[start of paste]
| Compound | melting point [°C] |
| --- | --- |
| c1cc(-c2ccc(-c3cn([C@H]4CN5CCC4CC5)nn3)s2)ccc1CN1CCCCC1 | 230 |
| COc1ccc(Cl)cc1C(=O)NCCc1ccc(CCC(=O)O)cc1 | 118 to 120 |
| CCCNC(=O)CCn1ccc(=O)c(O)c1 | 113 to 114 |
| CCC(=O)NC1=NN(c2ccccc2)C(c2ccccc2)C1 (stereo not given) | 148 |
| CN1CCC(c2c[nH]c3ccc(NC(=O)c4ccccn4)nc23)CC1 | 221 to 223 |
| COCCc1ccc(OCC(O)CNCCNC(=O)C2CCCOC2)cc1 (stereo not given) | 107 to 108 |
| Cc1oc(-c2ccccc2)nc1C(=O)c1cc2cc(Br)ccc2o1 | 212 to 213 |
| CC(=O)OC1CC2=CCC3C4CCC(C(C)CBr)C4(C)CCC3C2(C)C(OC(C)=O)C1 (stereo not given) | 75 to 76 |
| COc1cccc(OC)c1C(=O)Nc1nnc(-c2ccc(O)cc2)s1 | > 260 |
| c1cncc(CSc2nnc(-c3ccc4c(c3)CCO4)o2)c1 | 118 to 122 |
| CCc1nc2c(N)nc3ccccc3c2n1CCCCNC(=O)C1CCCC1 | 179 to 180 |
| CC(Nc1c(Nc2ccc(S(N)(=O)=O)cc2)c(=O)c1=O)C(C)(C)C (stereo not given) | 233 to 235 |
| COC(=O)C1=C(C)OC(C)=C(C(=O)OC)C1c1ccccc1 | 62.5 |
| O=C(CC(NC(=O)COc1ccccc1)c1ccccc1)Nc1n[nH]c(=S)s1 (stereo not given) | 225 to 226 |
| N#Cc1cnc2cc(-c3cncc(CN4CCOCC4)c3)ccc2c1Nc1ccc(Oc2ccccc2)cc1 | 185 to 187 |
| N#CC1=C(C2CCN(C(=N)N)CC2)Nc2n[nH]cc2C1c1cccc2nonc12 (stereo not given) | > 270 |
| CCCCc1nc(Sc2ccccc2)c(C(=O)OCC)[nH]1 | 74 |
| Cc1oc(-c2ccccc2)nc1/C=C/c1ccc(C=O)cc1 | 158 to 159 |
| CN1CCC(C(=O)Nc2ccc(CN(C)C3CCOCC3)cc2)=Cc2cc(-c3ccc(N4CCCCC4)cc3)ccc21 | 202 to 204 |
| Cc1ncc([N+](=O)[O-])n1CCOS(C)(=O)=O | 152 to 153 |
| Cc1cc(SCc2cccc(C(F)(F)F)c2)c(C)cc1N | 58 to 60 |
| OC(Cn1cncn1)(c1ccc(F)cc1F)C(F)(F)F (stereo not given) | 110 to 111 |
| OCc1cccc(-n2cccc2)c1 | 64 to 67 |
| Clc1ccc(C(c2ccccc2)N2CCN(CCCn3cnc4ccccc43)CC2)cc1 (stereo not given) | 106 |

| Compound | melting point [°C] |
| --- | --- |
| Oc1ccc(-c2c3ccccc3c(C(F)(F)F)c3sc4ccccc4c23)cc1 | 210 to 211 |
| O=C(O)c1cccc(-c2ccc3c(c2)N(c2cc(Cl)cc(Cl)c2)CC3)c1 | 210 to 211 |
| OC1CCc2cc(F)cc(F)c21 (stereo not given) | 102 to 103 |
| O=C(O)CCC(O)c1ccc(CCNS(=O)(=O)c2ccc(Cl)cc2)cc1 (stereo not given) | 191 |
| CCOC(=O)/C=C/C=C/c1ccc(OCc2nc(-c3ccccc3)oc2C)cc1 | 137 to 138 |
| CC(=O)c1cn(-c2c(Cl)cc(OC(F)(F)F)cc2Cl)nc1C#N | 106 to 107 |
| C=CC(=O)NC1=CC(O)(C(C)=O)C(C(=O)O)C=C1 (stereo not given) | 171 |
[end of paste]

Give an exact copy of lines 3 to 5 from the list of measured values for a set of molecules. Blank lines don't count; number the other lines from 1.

| c1cc(-c2ccc(-c3cn([C@H]4CN5CCC4CC5)nn3)s2)ccc1CN1CCCCC1 | 230 |
| COc1ccc(Cl)cc1C(=O)NCCc1ccc(CCC(=O)O)cc1 | 118 to 120 |
| CCCNC(=O)CCn1ccc(=O)c(O)c1 | 113 to 114 |